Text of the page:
Heavenly Roads in Ancient Mesopotamia (Episode 6)1184x 06. 02. 2020 1 Reader
Illustration of flying temples
Flying temples, however, are not only described in ancient texts, but there are also depictions, especially on the sealing rollers of the ancient Akkadského period. It is a motif of a winged temple or winged door, which is one of the most mysterious motifs of engraved art from this period. The motifs on the sealing rollers usually depict a "temple" that is placed on the back of a bull kneeling in front of a person sitting on the throne. In the upper part of the temple there are wings on the left and right and lead from it up to four ropes, which hold persons carrying horned helmets on their heads indicating deities. The person sitting on the throne is also crowned with a horned crown and the scene is complemented by a depiction of a boat or plant elements.
Traditionally, the rectangular winged structure is referred to as a temple or gate based on similar depictions on older and later engravings and seal prints, but there are also opinions that it is a shell. As an example of older seals depicting the temple, there are some seals from the Uruck period (c. 3300 BC). Also possible are depictions of the seat where the gods sit on some scenes depicting the so-called "divine audience", which look similar to the facade of the temple displayed on the seals.
The importance of the ship's motif, which sometimes appears, can be directly linked to the processions of the gods. Many texts describe the gods who used to visit each other by boat, and in the composition of Nanna-Suen's journey to Nippur, the construction of such a boat is directly described. Reinhard Bernbeck, a German professor of assyriology, also links her with the journey to the underworld, which may be indicated by a sign indicating the singer of the psalms (gala) on one of the seals. But the motif of the ship can symbolize the heavenly barge of ma-anna on which the goddess Inanna flew, or Enki's mysterious boat, which plowed the waters of the seas and rivers. What is important, however, is that the entire composition captured on the sealing rollers of the Akkadian period gives the impression of moving the winged object upward toward the heavens, the seat of the Mesopotamian gods, the celestial beings.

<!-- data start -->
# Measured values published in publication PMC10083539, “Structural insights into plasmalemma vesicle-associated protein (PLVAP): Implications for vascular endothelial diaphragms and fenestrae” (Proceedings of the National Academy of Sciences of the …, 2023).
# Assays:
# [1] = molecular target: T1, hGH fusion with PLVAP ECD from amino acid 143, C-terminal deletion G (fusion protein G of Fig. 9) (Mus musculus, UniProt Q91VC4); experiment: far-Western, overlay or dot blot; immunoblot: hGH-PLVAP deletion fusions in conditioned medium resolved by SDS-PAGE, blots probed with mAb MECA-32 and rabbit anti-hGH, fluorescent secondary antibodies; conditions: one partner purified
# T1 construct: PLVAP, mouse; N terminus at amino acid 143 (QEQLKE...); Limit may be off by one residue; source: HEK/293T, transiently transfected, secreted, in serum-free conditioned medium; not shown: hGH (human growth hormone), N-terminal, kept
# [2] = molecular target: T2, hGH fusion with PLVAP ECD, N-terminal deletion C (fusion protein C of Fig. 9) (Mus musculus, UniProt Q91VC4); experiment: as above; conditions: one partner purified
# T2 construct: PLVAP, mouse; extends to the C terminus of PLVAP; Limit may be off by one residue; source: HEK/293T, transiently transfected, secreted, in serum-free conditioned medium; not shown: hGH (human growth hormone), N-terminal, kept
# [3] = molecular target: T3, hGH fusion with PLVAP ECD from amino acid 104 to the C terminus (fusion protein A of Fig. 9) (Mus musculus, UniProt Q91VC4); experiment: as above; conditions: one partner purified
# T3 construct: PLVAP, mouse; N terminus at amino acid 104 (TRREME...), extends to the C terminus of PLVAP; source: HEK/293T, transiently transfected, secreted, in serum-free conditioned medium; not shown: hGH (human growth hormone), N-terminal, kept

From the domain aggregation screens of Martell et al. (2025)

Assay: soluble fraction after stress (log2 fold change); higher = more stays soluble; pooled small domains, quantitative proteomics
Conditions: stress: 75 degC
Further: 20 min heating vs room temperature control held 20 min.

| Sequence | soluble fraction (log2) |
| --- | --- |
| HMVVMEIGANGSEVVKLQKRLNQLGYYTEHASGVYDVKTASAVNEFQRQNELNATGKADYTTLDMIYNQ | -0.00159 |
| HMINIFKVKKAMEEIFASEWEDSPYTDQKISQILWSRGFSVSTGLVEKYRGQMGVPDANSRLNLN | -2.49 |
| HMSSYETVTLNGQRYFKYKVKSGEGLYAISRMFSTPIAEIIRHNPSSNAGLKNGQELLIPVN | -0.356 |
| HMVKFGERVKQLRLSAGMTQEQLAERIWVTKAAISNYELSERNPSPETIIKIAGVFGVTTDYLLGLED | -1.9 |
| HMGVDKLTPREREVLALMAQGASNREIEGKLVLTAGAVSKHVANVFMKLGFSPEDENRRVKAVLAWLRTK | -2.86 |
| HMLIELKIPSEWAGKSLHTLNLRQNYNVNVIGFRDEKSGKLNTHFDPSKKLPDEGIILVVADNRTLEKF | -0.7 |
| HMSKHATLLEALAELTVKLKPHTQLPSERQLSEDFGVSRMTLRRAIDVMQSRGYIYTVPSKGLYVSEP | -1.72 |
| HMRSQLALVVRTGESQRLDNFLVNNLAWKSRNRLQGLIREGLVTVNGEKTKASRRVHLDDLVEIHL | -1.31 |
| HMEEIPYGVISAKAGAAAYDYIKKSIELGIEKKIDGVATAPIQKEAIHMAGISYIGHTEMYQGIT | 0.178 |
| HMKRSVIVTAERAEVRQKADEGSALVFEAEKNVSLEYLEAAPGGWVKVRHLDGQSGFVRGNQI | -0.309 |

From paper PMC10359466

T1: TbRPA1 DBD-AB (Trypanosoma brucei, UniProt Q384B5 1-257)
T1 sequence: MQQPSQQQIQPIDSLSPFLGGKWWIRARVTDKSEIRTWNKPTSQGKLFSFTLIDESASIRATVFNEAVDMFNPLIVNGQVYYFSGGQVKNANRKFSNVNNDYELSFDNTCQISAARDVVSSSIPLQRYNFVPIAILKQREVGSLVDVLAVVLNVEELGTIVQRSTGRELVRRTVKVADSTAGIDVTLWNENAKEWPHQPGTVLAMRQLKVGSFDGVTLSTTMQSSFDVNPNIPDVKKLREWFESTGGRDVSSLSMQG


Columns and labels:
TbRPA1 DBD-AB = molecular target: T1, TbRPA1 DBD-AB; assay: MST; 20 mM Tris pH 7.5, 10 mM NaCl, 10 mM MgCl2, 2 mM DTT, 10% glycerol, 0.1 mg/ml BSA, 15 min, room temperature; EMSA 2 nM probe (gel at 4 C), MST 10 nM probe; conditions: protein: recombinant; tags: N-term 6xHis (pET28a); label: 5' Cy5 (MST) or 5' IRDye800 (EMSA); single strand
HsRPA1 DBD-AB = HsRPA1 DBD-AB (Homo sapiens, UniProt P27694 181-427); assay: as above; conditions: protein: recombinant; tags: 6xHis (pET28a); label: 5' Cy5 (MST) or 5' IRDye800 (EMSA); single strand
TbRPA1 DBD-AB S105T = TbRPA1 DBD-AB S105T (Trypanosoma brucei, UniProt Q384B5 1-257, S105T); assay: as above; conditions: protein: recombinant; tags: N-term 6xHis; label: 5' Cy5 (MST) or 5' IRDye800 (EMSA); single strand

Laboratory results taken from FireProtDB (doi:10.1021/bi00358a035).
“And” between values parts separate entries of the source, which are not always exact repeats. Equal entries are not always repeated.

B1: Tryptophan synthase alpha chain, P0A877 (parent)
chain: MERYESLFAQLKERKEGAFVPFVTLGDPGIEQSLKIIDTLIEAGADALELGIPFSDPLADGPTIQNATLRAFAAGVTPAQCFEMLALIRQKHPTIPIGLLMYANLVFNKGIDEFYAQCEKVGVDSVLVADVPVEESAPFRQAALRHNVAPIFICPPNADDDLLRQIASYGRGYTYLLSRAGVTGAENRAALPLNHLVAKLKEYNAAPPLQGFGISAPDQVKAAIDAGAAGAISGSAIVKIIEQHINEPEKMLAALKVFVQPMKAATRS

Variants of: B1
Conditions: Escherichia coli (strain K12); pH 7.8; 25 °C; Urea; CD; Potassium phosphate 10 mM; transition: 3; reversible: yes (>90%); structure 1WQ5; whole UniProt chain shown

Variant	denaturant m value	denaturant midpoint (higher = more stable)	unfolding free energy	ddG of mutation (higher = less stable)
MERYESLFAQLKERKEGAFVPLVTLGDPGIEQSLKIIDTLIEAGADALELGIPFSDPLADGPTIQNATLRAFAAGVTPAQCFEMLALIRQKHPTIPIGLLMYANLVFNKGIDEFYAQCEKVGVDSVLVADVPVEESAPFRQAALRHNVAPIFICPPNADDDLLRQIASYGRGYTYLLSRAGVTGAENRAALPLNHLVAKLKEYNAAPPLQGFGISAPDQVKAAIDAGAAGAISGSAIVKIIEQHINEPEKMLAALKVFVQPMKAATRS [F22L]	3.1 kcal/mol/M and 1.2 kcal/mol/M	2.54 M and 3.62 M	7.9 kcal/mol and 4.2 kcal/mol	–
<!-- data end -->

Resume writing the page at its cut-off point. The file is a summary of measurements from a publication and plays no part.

Kings rise to heaven
Some scholars relate the winged temple motif to the myth of Etan, who ascended the eagle to heaven to obtain the plant of life and beget his successor. The motif on the seal might depict "the ascent of the ruler to heaven," which is described in some Sumerian texts. For example, an administrative table from the last year of King Shulgi's government states that when "Shulgi ascended to heaven," the slaves were freed from work for seven days. It should be emphasized that in the religion of ancient Sumer the place where the souls of the deceased went was located in distant mountains (Sumerian expression KUR means both the mountain and the realm of the dead) and in the tradition of the Babylonians directly underground. The ascension to the heavens must therefore have been an exceptional event reserved for the godly rulers who, either after their death or during their lifetime, joined the gods in the heavens. The problem, however, is that King Shulgi ruled during the period referred to as Ur III, some 100 years after the end of the Old Akkadian period. However, the first deified Mesopotamia ruler, Naram-Sin, comes from the Akkadian period, whose name has reached immortality thanks to the famous stele, which depicts ascending to a conical object above which three celestial bodies are depicted. Thus he may be the first king to ascend to heaven and be accepted into the community of gods. The question remains, what role did his conical object play in his ascension to the heavens, which, although experts consider it a mountain, could in fact represent a cosmic capsule of ancient star visitors.
Thus, the depicted wing box or building may represent the means by which the ruler went to heaven. It is reasonable to assume that the traditional Sumerian society also commemorated this event in the form of a ritual, and the representation on the seals depicts such a ritual. Mesopotamian rulers and heroes ascending to heaven will be discussed in more detail in a separate section of this series.
It is clear from the examples of flying temples that the idea of Indian flying cities and palaces called Vimany is not unique in ancient literature. On the contrary, I believe that, in more detailed study of the texts of other nations, we can find similar references as in the Indian and Sumerian literature. The following episodes of this series will focus on records of the descent of the gods themselves from heaven to earth and flying in smaller machines.